Alter Ego #133 June 2015 (magazine review).

Looking at the cover of this early ‘Alter Ego’ from 2015, its obvious that a large part is devoted to an interview with comicbook artist ‘Gentleman’ Jim Mooney (1919-2008), a few months before he took his own life while suffering ill-health. With DC Comics policy of not giving credits, you might not have recognised his work on Batman but if you are a Legion Of Super-Heroes fan, then you will surely have his early 60s work in ‘Adventure Comics’, significantly with the Command Kid storyline.

He also drew Supergirl’s own adventures but thought the strip itself was dull for repetitive plots, although he did create her cat, Streaky. Reading about Mooney’s career, I think you could easily sum it up as being dependable and meets deadlines with a good level of consistency. If anything, those same qualities meant, at least for the comicbook reader, he disappeared into the woodwork but, seeing the credits at the end, Mooney was literally everywhere over the years and a stalwart of DC Comics and Marvel Comics.

He was also versatile as both a penciller and inker, working across different genres and significant characters, including Spider-Man, should speak for itself.

The sixth part of Amy Kiste Nyberg’s look at the history of the Comic Code, also points out that it was missing for a couple issues for lack of space, so I don’t think I’ve missed much. She gets up to the 1960s-70s, pointing out how the Underground Comix, while outside the Code, showed there was a market for adult-orientated comics. What is interesting is seeing comic companies themselves addressing ‘approved’ comics with markedly different results, more so pointing out that fairy tales were far more vicious.

Adding a point on this is that throughout the generations, kids like to be scared but also tend to read them on surface only. Adults tend to read a lot deeper into things and probably more jumpy. Interestingly, Michael T. Gilbert’s ‘Mr. Monster’ section also looks at Wertham with even more comicbook examples of nursery rhymes making it a good companion piece.

Bill Schelly looks at the start of ‘The Rocket’s Blast-Comicollector’ and how Gordon Belljohn ‘GB’ Love, despite having cerebral palsy, got the second long term fanzine going and built up an advertising revenue that became the template for several later American fanzines. As a comparison to UK fanzines that only really started a decade or so later, we had a lot less choice in what we had available for printing equipment.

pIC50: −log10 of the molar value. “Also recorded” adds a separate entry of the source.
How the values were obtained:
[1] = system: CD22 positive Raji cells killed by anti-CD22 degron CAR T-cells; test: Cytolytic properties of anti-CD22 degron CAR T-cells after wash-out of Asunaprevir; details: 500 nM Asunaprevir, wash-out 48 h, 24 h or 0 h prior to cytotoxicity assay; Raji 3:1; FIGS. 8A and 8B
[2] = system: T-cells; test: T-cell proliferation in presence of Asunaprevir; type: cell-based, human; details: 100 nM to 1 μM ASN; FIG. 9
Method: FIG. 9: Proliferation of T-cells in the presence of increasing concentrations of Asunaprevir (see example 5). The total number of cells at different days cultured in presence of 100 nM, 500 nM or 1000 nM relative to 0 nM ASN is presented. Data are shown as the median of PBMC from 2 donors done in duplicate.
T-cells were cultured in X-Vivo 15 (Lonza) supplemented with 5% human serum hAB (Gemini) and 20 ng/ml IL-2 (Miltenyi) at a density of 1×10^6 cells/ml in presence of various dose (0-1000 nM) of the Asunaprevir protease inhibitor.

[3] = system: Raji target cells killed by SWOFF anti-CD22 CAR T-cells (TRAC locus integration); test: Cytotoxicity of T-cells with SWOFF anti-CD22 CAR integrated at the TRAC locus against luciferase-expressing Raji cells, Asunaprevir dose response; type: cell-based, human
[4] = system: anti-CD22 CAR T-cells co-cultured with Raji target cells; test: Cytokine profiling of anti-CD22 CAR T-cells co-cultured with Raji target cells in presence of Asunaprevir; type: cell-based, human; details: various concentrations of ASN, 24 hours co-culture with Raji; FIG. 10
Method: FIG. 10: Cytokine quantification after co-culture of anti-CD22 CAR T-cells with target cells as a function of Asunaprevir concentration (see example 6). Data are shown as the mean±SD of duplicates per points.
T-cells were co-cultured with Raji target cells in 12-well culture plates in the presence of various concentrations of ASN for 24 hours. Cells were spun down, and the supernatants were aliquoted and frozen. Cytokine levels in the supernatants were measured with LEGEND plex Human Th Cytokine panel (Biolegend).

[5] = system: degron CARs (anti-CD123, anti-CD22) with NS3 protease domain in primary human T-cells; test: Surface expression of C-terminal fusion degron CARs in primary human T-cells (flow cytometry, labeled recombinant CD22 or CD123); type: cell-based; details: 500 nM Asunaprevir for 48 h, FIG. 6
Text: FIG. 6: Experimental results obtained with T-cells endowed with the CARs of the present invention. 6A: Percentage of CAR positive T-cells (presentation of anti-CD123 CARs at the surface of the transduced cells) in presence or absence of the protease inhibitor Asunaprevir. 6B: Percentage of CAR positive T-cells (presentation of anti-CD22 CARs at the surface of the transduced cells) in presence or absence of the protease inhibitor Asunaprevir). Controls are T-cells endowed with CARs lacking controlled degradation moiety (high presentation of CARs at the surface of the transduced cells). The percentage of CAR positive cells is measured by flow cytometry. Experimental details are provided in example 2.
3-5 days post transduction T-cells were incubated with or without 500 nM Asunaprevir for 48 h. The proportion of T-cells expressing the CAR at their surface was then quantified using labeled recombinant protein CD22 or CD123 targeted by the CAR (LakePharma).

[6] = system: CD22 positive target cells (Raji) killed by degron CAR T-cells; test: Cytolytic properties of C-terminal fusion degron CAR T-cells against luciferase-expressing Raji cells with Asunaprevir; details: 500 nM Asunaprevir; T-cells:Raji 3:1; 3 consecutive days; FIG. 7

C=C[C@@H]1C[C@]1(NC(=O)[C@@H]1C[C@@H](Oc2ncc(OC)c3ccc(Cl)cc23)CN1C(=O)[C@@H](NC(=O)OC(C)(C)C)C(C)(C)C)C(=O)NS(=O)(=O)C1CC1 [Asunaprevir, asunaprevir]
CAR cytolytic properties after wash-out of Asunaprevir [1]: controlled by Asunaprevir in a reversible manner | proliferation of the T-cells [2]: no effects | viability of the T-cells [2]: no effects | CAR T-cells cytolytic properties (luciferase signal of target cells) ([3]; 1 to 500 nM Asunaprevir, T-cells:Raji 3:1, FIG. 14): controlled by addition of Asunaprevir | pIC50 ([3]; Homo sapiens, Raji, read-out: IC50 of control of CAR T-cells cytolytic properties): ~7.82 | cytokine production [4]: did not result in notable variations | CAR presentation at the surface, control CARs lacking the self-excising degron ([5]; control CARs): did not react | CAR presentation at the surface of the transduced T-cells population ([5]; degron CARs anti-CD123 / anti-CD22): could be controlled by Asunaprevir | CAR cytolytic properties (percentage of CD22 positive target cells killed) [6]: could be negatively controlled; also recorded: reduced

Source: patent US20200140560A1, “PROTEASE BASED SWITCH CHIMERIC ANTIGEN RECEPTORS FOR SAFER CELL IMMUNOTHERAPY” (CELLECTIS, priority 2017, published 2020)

The Fawcett Collectors Of America has the first part of a look at how they were reprinted in France. The funniest thing was seeing Mr. Scarlet and Pinky having their costumes coloured differently into green and yellow. I would question whether or not they were given colour guides or were passed onto different colourists. If memory serves, this happened with other characters, not solely with Fawcett, so it might also to do with what the colours represent in other countries. Of course, pink colour could also mean that they looked like they were semi-nude. Yeah, I know if you goggle them they have red costumes but earlier ones had them more orangey so they might have seen things differently.

This issue is still readily available and worth a read about comicbook history. Seeing Lightning Lad in his original costume did remind me that no one has ever addressed why his, for want of a common word, shorts overlapped his belt? Were they over-sized or the only type he could get? Considering how much electricity he generated, maybe they were rubber based to protect his nether regions.

GF Willmetts

April 2022

(pub: TwoMorrows Publishing. 82 page illustrated magazine. Price: $ 8.95 (US). ISSN: 1932-6890. Direct from them, you can get it in paper form for £ 8.95 (US))

check out websites: and

Leave a Reply

Your email address will not be published. Required fields are marked *

This site uses Akismet to reduce spam. Learn how your comment data is processed.